Wednesday, July 14, 2004

Blakely Updates

As one of my classmates reminds me, the last time I updated the blog was 4:30 yesterday. So, here's some fresh (and not so fresh) news:

News Stories has an article discussing U.S. District Judge Stewart Dalzell’s decision to sentence a drug dealer to a decidedly lighter sentence due to Blakely. has an article on the Martha Stewart sentencing, available here.

More 7th Circuit news is available here - this article discusses a fourth sentencing option adopted by U.S. District Judge Michael J. Reagan: wait.

Read about Blakely developments in the state of Tennessee here.

From the Deseret News: Sentencing angst deepens

Also from Desert: Former convict gets 5-year term for illegally possessing firearms. In this case the judge sentenced the defendant to the top of the base guideline range after finding that Blakely prohibited his finding any enhancements.

The NYT has several stories:
High Court Sentence Views Flummox Judges

Justices' Sentencing Ruling May Have Model in Kansas

Stewart Sentence Could Mean Prison Time

Slate's Jurisprudence: High Court's Sentencing Chaos (audio)
NPR's Madeleine Brand talks with Slate legal analyst Dahlia Lithwick about a recent U.S. Supreme Court ruling that challenges established sentencing guidelines for several states and the federal judiciary. The ruling, Lithwick says, is causing judicial chaos.

Case Developments

From the "nice try" files, the 7th Circuit rejects a Blakely appeal:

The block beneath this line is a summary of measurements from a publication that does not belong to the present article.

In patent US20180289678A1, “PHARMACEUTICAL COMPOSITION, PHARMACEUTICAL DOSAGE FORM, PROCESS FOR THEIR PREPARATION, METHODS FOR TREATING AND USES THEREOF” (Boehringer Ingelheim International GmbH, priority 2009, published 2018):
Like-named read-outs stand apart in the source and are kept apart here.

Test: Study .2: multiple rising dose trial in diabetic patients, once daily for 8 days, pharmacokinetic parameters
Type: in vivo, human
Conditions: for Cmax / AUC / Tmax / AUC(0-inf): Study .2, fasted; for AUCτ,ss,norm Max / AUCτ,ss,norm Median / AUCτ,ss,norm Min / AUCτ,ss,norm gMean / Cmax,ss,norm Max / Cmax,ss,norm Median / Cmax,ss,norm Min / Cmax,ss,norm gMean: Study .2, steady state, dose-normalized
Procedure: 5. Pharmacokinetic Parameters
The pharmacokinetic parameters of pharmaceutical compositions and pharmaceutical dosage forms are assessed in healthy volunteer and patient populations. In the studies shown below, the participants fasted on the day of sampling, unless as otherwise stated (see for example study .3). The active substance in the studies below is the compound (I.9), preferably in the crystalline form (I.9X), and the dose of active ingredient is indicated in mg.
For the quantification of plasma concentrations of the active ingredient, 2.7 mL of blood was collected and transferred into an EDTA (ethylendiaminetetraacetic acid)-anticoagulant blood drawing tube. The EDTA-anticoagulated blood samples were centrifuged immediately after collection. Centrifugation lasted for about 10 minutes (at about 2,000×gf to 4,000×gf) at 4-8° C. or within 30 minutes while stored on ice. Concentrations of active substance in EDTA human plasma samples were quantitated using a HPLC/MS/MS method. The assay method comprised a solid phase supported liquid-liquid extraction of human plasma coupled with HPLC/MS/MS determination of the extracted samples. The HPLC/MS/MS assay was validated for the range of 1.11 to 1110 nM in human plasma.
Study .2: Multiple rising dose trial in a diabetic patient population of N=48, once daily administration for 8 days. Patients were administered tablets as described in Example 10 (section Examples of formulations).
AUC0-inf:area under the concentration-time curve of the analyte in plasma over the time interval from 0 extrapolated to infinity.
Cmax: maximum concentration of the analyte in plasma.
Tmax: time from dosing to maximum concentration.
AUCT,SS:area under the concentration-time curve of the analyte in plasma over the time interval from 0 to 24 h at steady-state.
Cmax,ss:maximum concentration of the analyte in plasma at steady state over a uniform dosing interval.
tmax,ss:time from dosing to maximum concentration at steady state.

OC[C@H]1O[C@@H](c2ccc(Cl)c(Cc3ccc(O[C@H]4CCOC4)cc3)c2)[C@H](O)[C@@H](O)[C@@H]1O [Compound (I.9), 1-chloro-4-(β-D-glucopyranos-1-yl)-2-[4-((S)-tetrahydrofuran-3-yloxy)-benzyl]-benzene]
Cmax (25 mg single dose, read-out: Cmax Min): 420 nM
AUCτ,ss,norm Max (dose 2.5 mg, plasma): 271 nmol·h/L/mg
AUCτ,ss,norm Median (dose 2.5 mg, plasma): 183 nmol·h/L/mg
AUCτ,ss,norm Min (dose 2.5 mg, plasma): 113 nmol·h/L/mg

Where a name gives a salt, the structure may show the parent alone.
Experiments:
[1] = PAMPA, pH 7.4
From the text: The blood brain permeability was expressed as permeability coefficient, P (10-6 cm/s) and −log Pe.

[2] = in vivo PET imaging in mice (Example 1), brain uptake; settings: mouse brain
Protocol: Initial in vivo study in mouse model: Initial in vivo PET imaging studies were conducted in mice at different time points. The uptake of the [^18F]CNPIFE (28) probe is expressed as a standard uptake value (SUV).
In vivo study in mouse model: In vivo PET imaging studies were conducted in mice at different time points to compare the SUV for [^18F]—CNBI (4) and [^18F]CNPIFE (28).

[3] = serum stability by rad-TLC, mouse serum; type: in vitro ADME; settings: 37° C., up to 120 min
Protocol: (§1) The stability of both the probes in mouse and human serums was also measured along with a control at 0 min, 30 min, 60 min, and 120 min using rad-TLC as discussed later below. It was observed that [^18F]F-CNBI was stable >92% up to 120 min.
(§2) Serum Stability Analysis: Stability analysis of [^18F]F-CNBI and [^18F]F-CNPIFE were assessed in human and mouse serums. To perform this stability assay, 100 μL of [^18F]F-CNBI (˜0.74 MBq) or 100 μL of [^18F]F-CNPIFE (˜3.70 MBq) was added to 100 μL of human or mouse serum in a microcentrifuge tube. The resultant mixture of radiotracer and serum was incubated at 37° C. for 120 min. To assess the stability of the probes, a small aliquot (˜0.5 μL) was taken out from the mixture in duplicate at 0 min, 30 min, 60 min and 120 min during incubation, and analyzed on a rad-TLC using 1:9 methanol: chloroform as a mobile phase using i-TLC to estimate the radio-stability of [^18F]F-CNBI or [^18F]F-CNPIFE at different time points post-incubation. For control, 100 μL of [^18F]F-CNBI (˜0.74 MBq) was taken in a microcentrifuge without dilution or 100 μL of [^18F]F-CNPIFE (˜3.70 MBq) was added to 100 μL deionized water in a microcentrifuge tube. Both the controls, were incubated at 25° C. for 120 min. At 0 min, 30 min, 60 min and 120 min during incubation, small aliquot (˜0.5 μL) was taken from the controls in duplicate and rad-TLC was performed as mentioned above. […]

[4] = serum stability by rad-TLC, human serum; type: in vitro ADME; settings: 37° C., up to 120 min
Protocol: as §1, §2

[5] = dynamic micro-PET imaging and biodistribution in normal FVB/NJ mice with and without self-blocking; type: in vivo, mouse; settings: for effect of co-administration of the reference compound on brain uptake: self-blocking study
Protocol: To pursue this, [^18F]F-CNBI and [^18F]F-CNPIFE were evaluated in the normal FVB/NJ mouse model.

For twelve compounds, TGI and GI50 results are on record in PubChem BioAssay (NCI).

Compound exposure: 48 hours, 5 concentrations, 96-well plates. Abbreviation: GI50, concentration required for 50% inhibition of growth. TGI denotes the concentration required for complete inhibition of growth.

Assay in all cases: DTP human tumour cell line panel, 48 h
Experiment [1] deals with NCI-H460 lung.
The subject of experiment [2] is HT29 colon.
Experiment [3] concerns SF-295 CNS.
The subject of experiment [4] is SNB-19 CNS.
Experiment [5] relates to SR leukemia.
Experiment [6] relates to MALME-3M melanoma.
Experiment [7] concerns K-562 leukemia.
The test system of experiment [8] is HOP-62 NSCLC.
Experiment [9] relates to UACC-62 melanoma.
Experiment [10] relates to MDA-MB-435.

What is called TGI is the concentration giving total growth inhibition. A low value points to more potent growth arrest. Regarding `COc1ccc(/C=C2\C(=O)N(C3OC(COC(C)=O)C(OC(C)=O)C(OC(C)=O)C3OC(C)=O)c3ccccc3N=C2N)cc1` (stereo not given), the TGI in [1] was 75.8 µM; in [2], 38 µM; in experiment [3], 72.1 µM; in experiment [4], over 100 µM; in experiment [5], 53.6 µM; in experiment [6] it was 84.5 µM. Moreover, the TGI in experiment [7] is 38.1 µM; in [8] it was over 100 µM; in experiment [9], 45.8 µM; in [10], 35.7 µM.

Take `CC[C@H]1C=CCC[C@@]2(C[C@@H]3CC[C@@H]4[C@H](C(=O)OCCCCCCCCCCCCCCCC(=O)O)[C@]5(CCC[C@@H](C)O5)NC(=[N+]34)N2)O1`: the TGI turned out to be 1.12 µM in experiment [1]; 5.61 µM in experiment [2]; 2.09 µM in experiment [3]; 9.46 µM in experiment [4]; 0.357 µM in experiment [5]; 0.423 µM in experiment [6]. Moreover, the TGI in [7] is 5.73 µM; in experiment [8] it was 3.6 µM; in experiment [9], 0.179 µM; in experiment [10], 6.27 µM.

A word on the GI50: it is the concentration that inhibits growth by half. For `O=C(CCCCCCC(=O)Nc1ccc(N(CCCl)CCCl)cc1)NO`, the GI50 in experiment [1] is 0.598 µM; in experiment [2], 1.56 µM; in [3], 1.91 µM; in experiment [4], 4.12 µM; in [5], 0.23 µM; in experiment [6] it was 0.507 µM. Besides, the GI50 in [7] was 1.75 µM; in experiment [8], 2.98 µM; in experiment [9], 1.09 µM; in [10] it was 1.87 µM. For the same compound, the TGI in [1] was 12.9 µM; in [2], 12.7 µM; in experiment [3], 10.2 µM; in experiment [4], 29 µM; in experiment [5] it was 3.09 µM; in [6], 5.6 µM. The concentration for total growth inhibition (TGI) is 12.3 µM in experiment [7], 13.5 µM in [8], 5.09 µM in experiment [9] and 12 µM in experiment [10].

Before Posner, Easterbrook and Kanne:

Just before oral argument, Bahena filed a supplemental brief contending that Blakely v. Washington, No. 02-1632 (U.S. June 24, 2004), implies that the Sentencing Guidelines violate the sixth amendment by withholding critical decisions from the jury. Bahena, who pleaded guilty, is not well situated to say that he has been deprived of his right to a jury. Moreover, his argument does not depend at all on Blakely. He does not contend, as Blakely did, that his sentence was increased by virtue of a fact neither admitted by the defendant nor submitted to a jury for decision. A quantity of drugs was alleged in this indictment, and Bahena pleaded guilty to the charge. Ever since Apprendi v. New Jersey, 530 U.S. 466, 147 L. Ed. 2d 435 (2000), [*4] we have insisted that indictments allege, and prosecutors be prepared to prove beyond a reasonable doubt, the quantities of drugs that determine statutory maximum sentences. See United States v. Nance, 236 F.3d 820 (7th Cir. 2000). Five kilograms, which this indictment alleged, raises the maximum lawful sentence to life imprisonment. 21 U.S.C. § 841(b)(1)(A)(ii). The written plea agreement says that the prosecutor and Bahena agree that the actual quantity of cocaine Bahena possessed was 35 kilograms. That admission suffices under Blakely to support a sentence.

Some excellent posts from Sentencing Law and Policy:

Thoughts and holdings on Blakely retroactivity

Revised King-Klien Beyond Blakely

What the....? (aka The 9th Circuit mumbles)

A means for Supreme Court (re)consideration

Another helpful (future FSR) resource

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